So far, so good. By why should the means of rational discusison about morality have to be based on classical logic? It seems fairly clear that--since, as we've seen in earlier posts, the Duns Scotus proof follows from logical rules that only make sense if we assume that the Law of Non-Contradiction is universally true--if there are indeed inconsistent obligations, then the underlying logic of rational moral discussion had best be paraconsistent.
So, given that, why should we rule out (3)?
A moral philosopher could leave the refutation of dialetheism to the logician and assume that, since dialetheism is false, there are no moral dialetheias, but if inconsistent obligations are taken to be part of the motivating evidence for dialetheism, the burden is distributed the other way around. (Indeed, when Graham Priest came to Miami last spring, he told me that inconsistent obligations are the most compelling cases of true contradictions. While his primary focus in this work is on the philosophy of law, he's very clear in the chapter on this in "In Contradiction" that any normative system is likely to give rise to similar examples.) As such, the logician needs the moral philosopher to do his part for the refutation of dialetheism by giving us independent grounds for supposing moral obligations to be necessarily consistent.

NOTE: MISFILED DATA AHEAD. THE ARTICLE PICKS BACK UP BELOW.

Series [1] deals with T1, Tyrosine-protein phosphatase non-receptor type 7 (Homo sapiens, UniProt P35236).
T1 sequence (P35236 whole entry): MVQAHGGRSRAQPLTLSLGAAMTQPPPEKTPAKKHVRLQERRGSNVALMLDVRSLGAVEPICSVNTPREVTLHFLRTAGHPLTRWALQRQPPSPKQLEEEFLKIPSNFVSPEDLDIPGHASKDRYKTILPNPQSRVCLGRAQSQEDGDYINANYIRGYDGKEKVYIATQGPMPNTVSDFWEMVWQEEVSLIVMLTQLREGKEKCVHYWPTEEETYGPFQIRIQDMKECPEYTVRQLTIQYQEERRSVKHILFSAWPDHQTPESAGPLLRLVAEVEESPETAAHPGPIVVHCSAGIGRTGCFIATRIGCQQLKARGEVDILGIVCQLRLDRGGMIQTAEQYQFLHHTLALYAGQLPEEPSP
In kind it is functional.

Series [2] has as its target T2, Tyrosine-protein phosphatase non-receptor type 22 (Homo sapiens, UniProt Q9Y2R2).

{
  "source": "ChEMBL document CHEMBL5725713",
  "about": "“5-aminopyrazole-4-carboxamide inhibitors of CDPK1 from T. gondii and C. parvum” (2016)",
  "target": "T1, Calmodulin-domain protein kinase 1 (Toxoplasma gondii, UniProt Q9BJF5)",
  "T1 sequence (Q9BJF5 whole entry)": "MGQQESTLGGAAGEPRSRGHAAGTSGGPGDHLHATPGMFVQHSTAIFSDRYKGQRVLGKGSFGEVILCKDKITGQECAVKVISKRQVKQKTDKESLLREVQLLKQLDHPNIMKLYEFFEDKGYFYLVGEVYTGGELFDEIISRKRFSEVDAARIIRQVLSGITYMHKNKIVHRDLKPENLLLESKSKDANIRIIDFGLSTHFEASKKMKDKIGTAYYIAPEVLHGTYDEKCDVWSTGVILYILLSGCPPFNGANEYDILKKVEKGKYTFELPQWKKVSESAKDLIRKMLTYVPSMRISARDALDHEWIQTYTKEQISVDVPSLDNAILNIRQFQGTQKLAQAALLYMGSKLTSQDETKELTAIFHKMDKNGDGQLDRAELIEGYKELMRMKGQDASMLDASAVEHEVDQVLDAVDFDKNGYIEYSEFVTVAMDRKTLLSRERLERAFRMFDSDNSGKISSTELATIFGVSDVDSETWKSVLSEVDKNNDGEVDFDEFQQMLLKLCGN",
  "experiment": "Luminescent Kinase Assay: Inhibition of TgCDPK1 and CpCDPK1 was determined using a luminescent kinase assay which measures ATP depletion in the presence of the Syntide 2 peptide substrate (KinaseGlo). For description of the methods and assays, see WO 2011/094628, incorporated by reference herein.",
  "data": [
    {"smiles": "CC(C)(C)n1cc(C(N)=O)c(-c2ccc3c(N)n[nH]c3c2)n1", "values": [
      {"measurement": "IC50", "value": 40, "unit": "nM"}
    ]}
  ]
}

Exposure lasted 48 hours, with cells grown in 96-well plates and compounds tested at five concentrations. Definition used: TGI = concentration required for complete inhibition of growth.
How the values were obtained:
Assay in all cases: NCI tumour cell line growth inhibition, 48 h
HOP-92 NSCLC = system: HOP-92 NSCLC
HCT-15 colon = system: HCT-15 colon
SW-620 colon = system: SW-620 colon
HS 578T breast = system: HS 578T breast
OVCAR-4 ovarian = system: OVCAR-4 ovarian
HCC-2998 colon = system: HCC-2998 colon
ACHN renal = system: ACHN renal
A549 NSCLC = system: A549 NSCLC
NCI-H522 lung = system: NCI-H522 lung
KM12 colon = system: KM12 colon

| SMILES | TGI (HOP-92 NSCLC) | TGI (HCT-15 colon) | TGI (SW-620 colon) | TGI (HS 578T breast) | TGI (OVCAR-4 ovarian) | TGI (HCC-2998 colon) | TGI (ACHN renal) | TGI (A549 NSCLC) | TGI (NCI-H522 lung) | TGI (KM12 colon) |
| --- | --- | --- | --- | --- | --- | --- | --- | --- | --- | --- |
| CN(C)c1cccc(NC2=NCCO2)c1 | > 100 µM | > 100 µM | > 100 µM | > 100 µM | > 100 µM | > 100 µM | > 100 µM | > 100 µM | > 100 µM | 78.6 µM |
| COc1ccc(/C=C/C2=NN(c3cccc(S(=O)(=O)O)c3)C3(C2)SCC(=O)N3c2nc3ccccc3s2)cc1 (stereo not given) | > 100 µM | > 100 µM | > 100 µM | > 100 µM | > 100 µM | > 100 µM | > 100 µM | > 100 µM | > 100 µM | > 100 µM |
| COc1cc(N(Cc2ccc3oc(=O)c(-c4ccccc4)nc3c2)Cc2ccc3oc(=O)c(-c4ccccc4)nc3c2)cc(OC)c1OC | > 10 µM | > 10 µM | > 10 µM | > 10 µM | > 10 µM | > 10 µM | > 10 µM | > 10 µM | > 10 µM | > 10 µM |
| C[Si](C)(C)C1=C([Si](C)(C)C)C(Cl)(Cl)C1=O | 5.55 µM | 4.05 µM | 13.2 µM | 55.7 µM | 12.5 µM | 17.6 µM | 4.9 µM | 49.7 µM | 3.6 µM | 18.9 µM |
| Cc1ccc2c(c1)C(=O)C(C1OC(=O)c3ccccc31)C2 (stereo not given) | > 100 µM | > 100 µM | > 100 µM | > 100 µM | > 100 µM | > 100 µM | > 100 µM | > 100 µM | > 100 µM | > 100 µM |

The obvious move is to say that "ought implies can," and we can't engage in contradictory actions. You can't both save your mother and (by saving your sister on the other end of the lifeboat) not save your mother. Even Graham Priest, who has a detailed argument in "Doubt Truth to Be a Liar" that there are no contradictions in the "observable world," would grant this much. (As a side note, I think that his argument for the consistency of the observable world is extremely dubious, and that if the Law of Non-Contradiction is not universally and necessarily true--which of course I think it is--there are no particularly good reasons to believe the observable world to be consistent. BUT that would get us well off-track from the present discussion, so for the moment, I'm happy to grant Priest the point.) But why should we suppose that ought does indeed imply can?
After all, in contemporary work on moral responsibility, that principle is less secure than ever. Frankfurt in particular has given us some extremely compelling thought experiments that pump our intuitions in the opposite direction. In his cases, we do in fact morally judge people even when they could not to otherwise, and statistical evidence from experimental philosophers have shown that most people's pre-philosophical intuitions lie with Frankfurt.
So what's a moral realist anti-dialetheist who takes Frankfurt's examples seriously to do? There may be a way of reconstructing "ought implies can" that freely admits that "can" need not be an actual physical possibility for a given agent as required in libertarian (or even traditional compatibilist) conceptions of free will, but that is still carefully enough construed to rule out things that are never physically possible for any agent under any circumstances, but caution and independent grounding would be sorely required here to avoid making this completely ad hoc and question-begging.
Anyone have any ideas?